denition of T. First, design criteria often include design response spectra, and T can be estimated from the shape of the response spectra in the

absence of other data. That was the procedure adopted for this paper,

and users of the equations in this paper should be aware of that fact.

In almost all cases the response spectra had clear peaks, making it

easy to identify the corresponding period. This procedure has the

advantage that it does not require extraordinary manipulation of earthquake records. Second, an estimate can be obtained from the Fourier

spectra of typical records made in the area. Third, T could be estimated

as the inverse of the intensity of zero crossings in the strongest part of

Fig. 8. Results for Maule, Tocopilla, Valparaiso, Chi Chi, and Northridge records plotted as

in Fig. 7.

estimating T indicates that the results from the inverse of the zero crossing intensity show slightly less scatter than those from the other

techniques.

Fourth, Rathje et al. (2004) identied four values of T that could be

used to characterize earthquake strong shaking: Tmthe weighted average of the periods in the discrete Fourier transform of the accelerogram

using the squares of the Fourier coefcients as weights, Tavgthe

weighted average of the periods in the 5% damped response spectrum

using the squares of the spectral accelerations as weights, T0the

weighted average of the periods in the 5% damped response spectrum

using the logarithms of the spectral accelerations as weights, and Tp

the period corresponding to the peak of the 5% damped response spectrum. They noted, T0 is most sensitive to the high frequency (low period) content of strong ground motions[and] Tm and Tavg best account

for the long period content of strong motions

Performing Fourier analyses of accelerograms or evaluating the frequency of zero crossings in the strongest portion of the ground motion

will often be beyond the scope that the design engineers are prepared to

undertake. In most practical cases visual examination of the response

spectra will provide a satisfactory approximate estimate of the range

of T, and a more precise estimate can be obtained by evaluating Tavg

from Rathje et al. (2004). The empirical results presented here are

based on the peak of the response spectrum.

As demonstrated in Appendix B, the slope of the regression line for

the mean of the logarithms of dimensionless displacement is a function

of (ac/amax) and is independent of the values of the normalizing parameters. This is not true for the other regression lines, such as the means

plus or minus one standard deviation, but it is true for the mean of the

dimensionless displacement. Since the value of T is in the normalizing

factor, this result implies that the choice of T affects the intercept or

vertical placement of the regression line but not its slope.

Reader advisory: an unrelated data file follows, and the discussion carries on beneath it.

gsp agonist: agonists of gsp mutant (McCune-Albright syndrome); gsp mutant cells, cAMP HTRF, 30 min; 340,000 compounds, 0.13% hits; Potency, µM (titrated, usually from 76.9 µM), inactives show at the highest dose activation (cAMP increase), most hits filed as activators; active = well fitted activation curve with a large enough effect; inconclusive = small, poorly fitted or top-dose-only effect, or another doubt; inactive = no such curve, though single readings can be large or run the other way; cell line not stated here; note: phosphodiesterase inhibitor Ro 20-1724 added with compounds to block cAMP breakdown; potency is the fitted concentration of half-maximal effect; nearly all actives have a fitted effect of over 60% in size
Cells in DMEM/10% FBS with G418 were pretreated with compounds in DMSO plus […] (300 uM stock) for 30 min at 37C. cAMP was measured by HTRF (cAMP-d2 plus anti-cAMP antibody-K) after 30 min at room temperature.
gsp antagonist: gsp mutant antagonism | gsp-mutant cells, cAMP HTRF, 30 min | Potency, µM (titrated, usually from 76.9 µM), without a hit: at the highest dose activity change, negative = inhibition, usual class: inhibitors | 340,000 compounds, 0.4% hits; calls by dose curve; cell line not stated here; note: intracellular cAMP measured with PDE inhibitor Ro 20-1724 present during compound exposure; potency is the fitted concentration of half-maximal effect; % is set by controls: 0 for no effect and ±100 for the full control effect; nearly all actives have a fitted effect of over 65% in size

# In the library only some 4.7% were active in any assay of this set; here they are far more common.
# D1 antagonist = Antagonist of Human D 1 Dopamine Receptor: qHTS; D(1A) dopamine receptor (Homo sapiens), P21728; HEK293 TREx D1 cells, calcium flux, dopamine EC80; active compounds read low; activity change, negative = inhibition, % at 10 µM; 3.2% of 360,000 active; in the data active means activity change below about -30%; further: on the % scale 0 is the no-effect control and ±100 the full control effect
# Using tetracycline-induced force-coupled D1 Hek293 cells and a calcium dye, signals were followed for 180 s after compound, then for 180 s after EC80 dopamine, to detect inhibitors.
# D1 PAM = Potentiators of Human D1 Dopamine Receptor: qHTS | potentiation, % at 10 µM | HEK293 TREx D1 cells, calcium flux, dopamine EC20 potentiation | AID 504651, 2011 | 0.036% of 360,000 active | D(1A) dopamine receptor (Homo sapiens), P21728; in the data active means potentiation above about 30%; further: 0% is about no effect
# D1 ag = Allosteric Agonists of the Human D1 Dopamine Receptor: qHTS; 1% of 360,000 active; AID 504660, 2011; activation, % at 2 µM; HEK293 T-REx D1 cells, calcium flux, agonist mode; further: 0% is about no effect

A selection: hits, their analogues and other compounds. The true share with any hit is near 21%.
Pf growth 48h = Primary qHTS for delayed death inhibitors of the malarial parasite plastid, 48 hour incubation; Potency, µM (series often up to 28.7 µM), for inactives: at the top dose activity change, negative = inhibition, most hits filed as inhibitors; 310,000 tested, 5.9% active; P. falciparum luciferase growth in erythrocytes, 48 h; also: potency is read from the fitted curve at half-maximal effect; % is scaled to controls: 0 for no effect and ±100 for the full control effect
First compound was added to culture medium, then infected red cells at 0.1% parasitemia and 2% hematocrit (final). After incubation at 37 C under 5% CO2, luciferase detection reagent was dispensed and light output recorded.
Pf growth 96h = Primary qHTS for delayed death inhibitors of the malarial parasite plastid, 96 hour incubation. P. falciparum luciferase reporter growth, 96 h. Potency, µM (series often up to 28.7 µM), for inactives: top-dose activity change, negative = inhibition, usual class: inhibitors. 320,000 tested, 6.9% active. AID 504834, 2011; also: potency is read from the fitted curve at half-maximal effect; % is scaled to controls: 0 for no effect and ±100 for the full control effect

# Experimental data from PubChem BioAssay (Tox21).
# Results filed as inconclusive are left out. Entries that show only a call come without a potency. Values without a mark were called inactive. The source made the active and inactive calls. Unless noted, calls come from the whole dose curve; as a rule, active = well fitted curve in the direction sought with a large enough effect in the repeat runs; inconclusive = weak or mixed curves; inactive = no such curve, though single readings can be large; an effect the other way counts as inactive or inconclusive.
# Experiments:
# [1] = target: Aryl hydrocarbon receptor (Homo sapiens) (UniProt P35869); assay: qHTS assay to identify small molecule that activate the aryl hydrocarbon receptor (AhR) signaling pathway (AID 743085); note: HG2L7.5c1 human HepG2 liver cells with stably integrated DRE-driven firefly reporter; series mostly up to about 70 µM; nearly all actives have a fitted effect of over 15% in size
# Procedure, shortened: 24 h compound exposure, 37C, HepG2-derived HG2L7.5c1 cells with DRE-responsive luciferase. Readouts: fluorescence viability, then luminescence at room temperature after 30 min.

Once the design values of amax, Ia, and T have been established, the

design engineer can establish the critical value of ac at which the slope

will start to fail. In most cases this will correspond to a factor of safety

of 1.00. The engineer then computes the ratio ac/amax and enters Fig. 7

or Table 1 to nd the estimated normalized displacement. This is then

multiplied by the bracketed term in Eq. (16) to obtain the estimated

total sliding displacement. This procedure assumes that there is no

loss of strength with shearing and that amplication effects need to be

incorporated in the analysis.

An alternative case arises when it is desired to limit the sliding displacements to a value such as 100 cm. Then the designer divides the

limiting displacement by the bracketed term to obtain a dimensionless

displacement and enters Fig. 7 from the left to obtain the limiting

acceptable value of the acceleration ratio.

9. Conclusions

Applying the sliding-block analysis to strong motion timehistories

recorded in the Maule area during the 2010 earthquake, in the Tocopilla

area during the 2007 earthquake, and in Valparaiso during the 1985

earthquake indicates that the previously proposed empirical relations

between sliding displacement and acceleration ratio do not agree well

with computed results. The agreement is not signicantly improved

when the Arias intensity is incorporated in the empirical equations to

account for duration effects. It appears that the empirical relations do

243

earthquakes.

A new relation, Eq. (16), based on combining the expressions for

Arias intensity and displacements in a single pulse has been shown to

provide reproducible normalization of the computed sliding displacements. Furthermore, it is a rational extension of the analytical solution

for sinusoidal pulses. When applied to recordings in different parts of

Chile from three different earthquakes, the new relation gives very

similar results. Limited application to records from the Chi Chi and

Northridge events also give similar results.

Acknowledgments

Alejandro Contreras and Patricio Pineda helped in obtaining the records, and Dr. Rodolfo Saragoni made his papers available.